WASHINGTON, Dec. 8, 2014 /PRNewswire/ — Spendology used and applied for the SPENDOLOGY trademark first. However, that didn’t stop PNC Bank from applying for the same mark 7 months later, sending a cease and desist letter, and then taking action in the US Patent and Trademark Office’s Trademark Trial and Appeals Board resulting in the cancellation of Spendology’s trademark application for the SPENDOLOGY trade name.
Spendology founder, K. Alexander Ashe, leveraged social media platforms including Reddit, Pinterest, Imgur, and Twitter to present the matter in the court of public opinion. Mr. Ashe hosted an online discussion about the matter via Reddit’s “Ask me Anything” forum. PNC Bank has not made any public statements regarding the matter.
About the Company
Spendology develops apps that activate financial intelligence. The company is based in the Washington, DC metro area. Spendology will be launching the Instant Budget app soon. Instant Budget will calculate a smart, local, personal and visual budget for consumers in just minutes. Spendology was founded by K. Alexander Ashe. Mr. Ashe is a graduate of Florida A&M University and Columbia University. He previously worked as a management consultant at Booz Allen Hamilton and the Corporate Executive Board.
My company, Spendology LLC, started using the SPENDOLOGY trademark first and applied for federal trademark protection 7 months before PNC Bank. Nonetheless, the bailed-out bank hired one of the largest law firms in the US to persuade me to “abandon the trademark and adopt a new one”. The PNC Financial Services Group, Inc. or PNC Bank has succeeded in its attempt to use legal action to prevent my company from registering its trademark and namesake. The story starts a few years ago when I decided to start a company that would use psychology and analytics to advance intelligence. I had an ambitious goal – I just need a name for it.
It was a bright summer morning in 2010 when I woke up and had an epiphany. It was on that sunny July morning that I finally put a name to it, SPENDOLOGY, the psychology behind why we spend and how we can spend more wisely. I searched to see if the name had previously been trademarked on the US Patent and Trademark website. I also conducted several Google and web domain searches to ensure the name was not being used by company. As it turns out, there were no registered trademarks, trademark applications, or search results showing companies using the SPENDOLOGY trademark in July 2010.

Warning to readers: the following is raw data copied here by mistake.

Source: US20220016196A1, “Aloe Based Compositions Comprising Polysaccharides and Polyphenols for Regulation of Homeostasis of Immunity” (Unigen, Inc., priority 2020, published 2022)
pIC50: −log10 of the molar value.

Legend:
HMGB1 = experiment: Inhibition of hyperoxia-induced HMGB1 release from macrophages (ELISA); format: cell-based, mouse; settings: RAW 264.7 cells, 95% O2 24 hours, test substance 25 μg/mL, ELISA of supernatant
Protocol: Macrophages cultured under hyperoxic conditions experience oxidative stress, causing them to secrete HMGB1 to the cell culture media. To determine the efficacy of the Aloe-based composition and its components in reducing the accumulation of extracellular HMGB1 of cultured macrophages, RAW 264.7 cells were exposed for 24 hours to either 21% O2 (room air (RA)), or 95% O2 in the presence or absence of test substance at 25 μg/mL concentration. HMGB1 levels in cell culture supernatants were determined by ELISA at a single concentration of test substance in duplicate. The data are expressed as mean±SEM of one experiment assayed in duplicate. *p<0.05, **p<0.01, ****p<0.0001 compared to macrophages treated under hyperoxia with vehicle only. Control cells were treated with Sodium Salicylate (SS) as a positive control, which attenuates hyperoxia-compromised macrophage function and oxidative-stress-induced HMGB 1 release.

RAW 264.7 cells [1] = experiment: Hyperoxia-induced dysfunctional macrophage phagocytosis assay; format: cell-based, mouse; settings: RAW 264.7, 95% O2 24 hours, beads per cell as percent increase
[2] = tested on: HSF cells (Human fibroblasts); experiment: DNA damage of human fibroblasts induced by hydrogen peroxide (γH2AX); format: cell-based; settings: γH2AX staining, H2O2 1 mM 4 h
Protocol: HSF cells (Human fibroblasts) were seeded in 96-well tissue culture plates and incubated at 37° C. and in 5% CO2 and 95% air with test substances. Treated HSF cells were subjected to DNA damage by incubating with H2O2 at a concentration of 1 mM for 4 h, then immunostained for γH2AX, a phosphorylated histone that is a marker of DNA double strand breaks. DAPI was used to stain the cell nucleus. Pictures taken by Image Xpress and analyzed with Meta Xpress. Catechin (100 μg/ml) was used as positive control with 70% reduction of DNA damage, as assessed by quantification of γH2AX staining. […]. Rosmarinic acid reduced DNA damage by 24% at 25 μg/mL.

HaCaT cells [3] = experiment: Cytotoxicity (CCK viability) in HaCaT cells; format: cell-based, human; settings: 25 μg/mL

I had recently read Dan Ariely’s first book, Predictably Irrational, which looked at behavioral economics research showing that people don’t always make optimal decisions. I previously worked as a management consultant making decision support tools for senior executives. I thought it would be great to put these powerful tools in the hands of everyday people. I wanted to combine insights from behavioral economics with the power of smart algorithms to help people make better decisions. Next, I developed the Instant Budget Calculator, an online financial calculator that has enabled over 1500 Spendology customers to create a smart, local, and personal budget in less than 10 minutes. Creating a budget is difficult. The 2014 Consumer Financial Literacy Survey found that a whopping 61% of consumers do not have a budget.
I decided that I should protect the namesake of my company by seeking federal trademark protection. I submitted a trademark application October 25, 2011. The SPENDOLOGY trademark application was published in the US Patent and Trademark Office’s Official Gazette on June 12, 2012. The PNC Financial Services Group applied for the Spendology trademark on June 12, 2012 and sent me a cease and desist letter dated June 13, 2012. On October 10, 2012, PNC filed a Notice of Opposition with the USPTO’s Trademark Trial and Appeals Board with the goal of preventing my firm from registering its trademark. One of the largest banks and one of the largest law firms in the United States were successful in combining forces to cancel my firm’s trademark application.